Saturday, May 05, 2007

How the British police protect you from gun crime

They systematically ignore most complaints -- and people die helplessly

A teenage gunman was jailed for 25 years yesterday for shooting a young father who had been subjected to a campaign of violence and threats after confronting local thugs. Bradley Tucker, 18, aimed eight shots at Peter Woodhams, a 22-year-old satellite television repairman, and left him bleeding to death in front of his fiancée, Jane Bowden, and their three-year-old son Sam.

Mr Woodhams died in a final confrontation with Tucker and a gang of youths close to his home in Custom House, East London, last August. Seven months earlier he was stabbed in the neck, and slashed across the face after confronting teenagers who had thrown stones at his car.

Nine officers now face a misconduct inquiry into allegations that they failed to investigate the assault. Miss Bowden called the police every day for five weeks after the stabbing but officers did not take a statement and youngsters regularly taunted the family.

Sentencing Tucker, who was convicted in March, the Recorder of London, Judge Peter Beaumont, QC, ordered that he should not be released until he has served a minimum of 25 years. The judge told Tucker: “There are in my judgment no mitigating matters. You were not provoked in any legal or real sense to do what you did. “You perceived disrespect. You feared the loss of face in a challenge that you perceived from the man you killed, a challenge to the standing that you felt you had in the eyes of those around you.”

Ms Bowden, 24, was in tears as she left court. In a statement to the court on the impact of the murder she said her son was convinced his father was a star in heaven and looked up at the sky, saying: “Look, there is daddy looking down on me.”

Outside the Old Bailey the dead man’s father, Peter Woodhams, said: “We have got to bring out to the public that parents need to be responsible for their children." He said his family were “contented” to know that for 25 years Tucker would not be able to inflict what he had done to them on anyone else.

Tucker, from Canning Town, East London, left school at 13 with no qualifications and was thrown out of the family home when he was convicted of dangerous driving at the age of 16. In January last year Mr Woodhams was driving past a group of shops when a gang of teenagers pelted his car with stones. When he stopped, one of the youths grabbed hold of him while a boy said to answer the description of Tucker shouted: “Hold him, hold him. I’m going to do him.” He pulled out a knife and slashed Mr Woodhams’s face before stabbing him in the neck, narrowly missing his jugular vein.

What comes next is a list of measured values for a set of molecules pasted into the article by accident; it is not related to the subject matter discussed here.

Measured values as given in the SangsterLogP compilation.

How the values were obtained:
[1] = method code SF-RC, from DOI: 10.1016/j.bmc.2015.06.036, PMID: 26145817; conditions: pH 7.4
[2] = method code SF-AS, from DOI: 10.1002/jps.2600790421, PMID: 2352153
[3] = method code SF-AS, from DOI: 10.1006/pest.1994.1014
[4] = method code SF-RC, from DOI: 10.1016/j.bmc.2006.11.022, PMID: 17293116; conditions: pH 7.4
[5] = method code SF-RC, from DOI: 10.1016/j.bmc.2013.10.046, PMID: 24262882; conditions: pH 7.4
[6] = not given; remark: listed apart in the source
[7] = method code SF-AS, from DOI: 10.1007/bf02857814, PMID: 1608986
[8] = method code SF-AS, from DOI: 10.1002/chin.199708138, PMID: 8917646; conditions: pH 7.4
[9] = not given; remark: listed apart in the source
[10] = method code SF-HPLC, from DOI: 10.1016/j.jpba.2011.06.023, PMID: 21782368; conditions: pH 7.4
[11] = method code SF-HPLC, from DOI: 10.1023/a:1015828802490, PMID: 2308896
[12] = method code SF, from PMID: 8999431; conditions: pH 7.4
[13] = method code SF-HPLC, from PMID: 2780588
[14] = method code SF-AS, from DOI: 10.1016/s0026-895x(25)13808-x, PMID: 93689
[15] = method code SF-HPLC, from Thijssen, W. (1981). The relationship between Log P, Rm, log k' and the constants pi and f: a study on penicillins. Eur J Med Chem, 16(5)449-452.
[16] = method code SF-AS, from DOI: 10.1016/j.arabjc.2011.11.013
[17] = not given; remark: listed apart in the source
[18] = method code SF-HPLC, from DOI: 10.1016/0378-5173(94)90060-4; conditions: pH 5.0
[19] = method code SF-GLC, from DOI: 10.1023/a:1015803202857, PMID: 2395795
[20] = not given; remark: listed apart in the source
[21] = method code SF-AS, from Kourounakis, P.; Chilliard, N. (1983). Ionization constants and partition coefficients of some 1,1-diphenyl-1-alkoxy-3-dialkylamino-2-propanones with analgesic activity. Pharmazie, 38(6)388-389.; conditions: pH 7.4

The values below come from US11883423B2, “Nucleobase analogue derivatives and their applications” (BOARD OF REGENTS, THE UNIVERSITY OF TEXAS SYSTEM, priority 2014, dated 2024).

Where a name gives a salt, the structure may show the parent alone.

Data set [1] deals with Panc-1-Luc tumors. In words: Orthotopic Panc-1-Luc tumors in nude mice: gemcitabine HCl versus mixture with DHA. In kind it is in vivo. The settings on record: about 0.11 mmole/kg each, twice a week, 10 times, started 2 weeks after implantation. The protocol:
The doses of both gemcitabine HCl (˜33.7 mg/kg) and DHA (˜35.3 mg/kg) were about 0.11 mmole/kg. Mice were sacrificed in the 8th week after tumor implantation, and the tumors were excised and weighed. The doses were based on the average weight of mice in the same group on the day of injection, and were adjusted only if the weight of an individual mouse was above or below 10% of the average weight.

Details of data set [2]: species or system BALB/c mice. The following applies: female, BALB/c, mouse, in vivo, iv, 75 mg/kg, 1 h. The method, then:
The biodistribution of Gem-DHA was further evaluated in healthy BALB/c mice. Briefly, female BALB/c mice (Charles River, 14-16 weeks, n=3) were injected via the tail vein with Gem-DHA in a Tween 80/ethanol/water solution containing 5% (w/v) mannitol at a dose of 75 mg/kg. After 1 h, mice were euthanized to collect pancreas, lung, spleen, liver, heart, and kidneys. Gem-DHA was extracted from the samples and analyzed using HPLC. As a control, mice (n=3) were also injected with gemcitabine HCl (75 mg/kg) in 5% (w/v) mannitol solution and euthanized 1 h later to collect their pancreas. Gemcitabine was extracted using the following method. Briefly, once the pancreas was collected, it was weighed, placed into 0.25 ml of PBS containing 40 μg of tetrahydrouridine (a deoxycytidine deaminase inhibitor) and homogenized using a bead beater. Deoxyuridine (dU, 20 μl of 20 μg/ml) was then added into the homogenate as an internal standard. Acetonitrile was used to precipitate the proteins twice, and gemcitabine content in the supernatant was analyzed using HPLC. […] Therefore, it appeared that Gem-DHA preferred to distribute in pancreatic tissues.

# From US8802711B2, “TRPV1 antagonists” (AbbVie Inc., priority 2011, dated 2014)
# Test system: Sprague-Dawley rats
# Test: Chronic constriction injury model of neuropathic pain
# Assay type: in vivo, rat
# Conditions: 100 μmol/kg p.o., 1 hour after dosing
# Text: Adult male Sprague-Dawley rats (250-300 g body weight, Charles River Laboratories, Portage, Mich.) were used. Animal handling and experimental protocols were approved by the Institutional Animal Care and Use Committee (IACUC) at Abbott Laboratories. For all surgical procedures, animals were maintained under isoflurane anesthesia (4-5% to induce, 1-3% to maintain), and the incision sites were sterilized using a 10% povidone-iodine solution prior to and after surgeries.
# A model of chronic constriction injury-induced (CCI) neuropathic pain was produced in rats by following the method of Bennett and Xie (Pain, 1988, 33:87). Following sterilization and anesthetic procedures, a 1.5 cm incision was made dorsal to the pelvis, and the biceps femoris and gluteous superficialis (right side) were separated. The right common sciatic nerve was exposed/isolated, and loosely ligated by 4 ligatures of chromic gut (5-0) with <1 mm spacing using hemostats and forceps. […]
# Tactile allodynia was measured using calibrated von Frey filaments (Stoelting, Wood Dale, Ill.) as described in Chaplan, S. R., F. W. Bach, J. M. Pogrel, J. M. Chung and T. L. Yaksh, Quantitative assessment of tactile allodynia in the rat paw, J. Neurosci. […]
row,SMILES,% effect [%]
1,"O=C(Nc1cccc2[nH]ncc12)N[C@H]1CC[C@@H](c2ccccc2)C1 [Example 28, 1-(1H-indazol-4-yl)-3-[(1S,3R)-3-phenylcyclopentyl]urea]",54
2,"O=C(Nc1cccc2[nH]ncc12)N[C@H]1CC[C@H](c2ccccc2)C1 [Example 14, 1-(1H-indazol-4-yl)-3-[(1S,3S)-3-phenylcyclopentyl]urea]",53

In August Mr Woodhams was driving home when he saw Tucker hanging around near his home smoking cannabis with other youths. Mr Woodhams chased the youths away and went home as Tucker shouted: “F***ing tosser, if he wants it he can have it. If he comes back round he will get it. I will have him”. Tucker armed himself with a pistol, put his hood up and sprinted towards Mr Woodhams, who had left his house to confront him. The teenager’s shots penetrated Mr Woodhams’s chest, piercing the heart and both lungs and causing massive blood loss.

Tucker ran away from the scene but later gave himself up to police. He was captured on CCTV wearing a distinctive high-visibility jacket he had put on while working at a construction site in Shadwell earlier that day. Tucker admitted pulling the trigger and pleaded guilty to manslaughter but denied murder, claiming he thought the gun fired blanks. He said that a 14-year-old friend supplied him with the gun but was told: “It just makes a bang”. A 17-year-old said to have acted as his lookout was cleared.


Arkansas: Shots fired at armed midnight intruder: "Responding to a call for help around midnight, the parents of Rebecca Little of 150 County Line Road arrived to see a man armed with a shotgun fleeing from the residence. When told to stop, the man reportedly turned and pointed the shotgun at the parents, and a shot was fired at him in return before he fled into a wooded area. Sgt. Mike Price with the Independence County Sheriff's Office said Little told him that she was awakened by someone knocking and then pounding on her door around midnight. Unable to see anyone outside, Little said she called her mother and step-father, Tony and Debbie Mesa, to come to her house. "When they arrived they saw a white man, approximately 18 to 25 years old in a white T-shirt and jeans with short blond hair, run from the area of the house near the master bedroom into the backyard," Price said. "The suspect was carrying a shotgun with a black synthetic stock. Mr. Mesa yelled for the suspect to stop and at that time the suspect turned around to face Mr. Mesa in a threatening manner. Mr. Mesa stated he then fired his pistol at the suspect, but didn't' believe he had struck the suspect," Price said."

NC woman cleared in shooting of husband: "The Cleveland County district attorney on Thursday dismissed a murder charge against a woman accused of fatally shooting her husband. Tina Weaver acted in self-defense when she shot Ronald Todd Weaver, 41, at their Kings Mountain home on Nov. 25, court documents said. "The dismissal completely exonerates my client from any criminal wrongdoing," said Weaver's attorney, David Teddy. There was a history of domestic violence between the couple, court documents said, and Weaver's husband had severely beaten her just before the shooting. Weaver, 40, has been out on $40,000 bond since November. Weaver, a mother of three, is relieved that the charge has been dropped, Teddy said. "This has been a heavy burden she's been carrying since November," Teddy said." [Not as heavy as the dead guy's, though]

No comments: